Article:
51. Abraham Lincoln
There are no vampire hunters in sight, we're afraid; just an awesome font created by designer Frances MacLeod. Originally from Wichita, Kansas, Frances creates stunning typography and has worked with book covers, leaflets, posters and more.
She created this Abraham Lincoln font to resolve a constant search for a condensed serif. The promotional specimen featurrs the font in use and folds out to a poster of Abraham Lincoln's address to the 166th Ohio Regiment in 1864 on the reverse. You can see the examples on her personal website.
This is Vernon Adams' reimagining of a traditional 1930s slab serif by Heinrich Jost. The letterforms have been digitised, reshaped and optimised for the web, with more open counters and stronger stems to ensure that Bevan functions as an ultra-bold display font that suits modern browsers.
For the past year, designer Uve Guerrero has been working on the design of a typeface called Fea. "It is an hybrid between a humanist and a transitional serif based on the letter forms of the late XV century," he says. :It is a perfect match for editorial projects and to work in small sizes thanks to the optical corrections I've made for it."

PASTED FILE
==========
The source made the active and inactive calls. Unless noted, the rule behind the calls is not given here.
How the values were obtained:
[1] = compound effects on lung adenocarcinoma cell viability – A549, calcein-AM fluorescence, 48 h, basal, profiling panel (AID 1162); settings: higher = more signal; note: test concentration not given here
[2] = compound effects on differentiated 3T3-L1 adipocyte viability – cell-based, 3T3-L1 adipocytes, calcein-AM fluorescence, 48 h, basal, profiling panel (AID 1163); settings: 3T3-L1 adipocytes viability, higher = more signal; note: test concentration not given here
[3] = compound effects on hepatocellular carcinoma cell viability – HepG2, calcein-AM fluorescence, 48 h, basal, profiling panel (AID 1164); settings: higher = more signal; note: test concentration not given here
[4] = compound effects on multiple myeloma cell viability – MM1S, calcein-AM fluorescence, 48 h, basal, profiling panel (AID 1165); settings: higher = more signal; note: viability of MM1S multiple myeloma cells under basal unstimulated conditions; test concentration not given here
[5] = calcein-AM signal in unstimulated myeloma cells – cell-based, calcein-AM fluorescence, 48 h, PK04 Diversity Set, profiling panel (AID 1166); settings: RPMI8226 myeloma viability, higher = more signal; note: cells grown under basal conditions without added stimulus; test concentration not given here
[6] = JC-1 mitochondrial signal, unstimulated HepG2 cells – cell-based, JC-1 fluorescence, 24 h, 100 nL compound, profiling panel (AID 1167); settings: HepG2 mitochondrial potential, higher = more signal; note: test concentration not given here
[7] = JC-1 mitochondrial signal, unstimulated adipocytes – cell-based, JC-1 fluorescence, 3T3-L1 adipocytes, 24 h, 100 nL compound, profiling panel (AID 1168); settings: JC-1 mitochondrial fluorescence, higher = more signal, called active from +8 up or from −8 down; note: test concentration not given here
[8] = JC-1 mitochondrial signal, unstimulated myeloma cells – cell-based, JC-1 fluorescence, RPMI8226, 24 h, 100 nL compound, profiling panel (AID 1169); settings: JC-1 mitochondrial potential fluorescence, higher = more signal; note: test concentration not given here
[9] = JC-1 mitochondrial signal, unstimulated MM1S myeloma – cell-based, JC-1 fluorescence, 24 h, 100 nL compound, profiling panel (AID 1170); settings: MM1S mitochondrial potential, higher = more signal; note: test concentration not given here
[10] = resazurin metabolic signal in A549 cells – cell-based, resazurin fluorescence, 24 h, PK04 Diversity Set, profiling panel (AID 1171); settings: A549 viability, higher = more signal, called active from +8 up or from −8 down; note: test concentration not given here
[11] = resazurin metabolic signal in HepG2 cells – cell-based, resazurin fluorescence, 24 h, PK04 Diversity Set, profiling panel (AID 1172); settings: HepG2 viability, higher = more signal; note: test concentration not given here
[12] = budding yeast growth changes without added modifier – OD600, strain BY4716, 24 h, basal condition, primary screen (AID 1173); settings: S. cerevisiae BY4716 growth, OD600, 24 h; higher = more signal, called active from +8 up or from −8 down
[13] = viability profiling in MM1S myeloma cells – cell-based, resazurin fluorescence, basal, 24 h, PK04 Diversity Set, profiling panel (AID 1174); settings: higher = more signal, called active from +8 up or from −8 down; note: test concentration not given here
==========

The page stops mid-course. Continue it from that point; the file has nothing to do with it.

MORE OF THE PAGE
Mattox Shuler designed this font in a few days, and it lacks accents and support for some common characters, but as a heading font – especially for graphic design work – it's a great, free option.
Designer Jeff Schreiber describes his typeface Muchacho as "a western-style serif font with quirky legs". Based in the Netherlands, Schreiber's design contains all capital letters, numbers, diacritical marks and most punctuation marks. Muchacho is a free version of his Wild West-inspired typeface Gringo.
Next page: High-contrast serif display fonts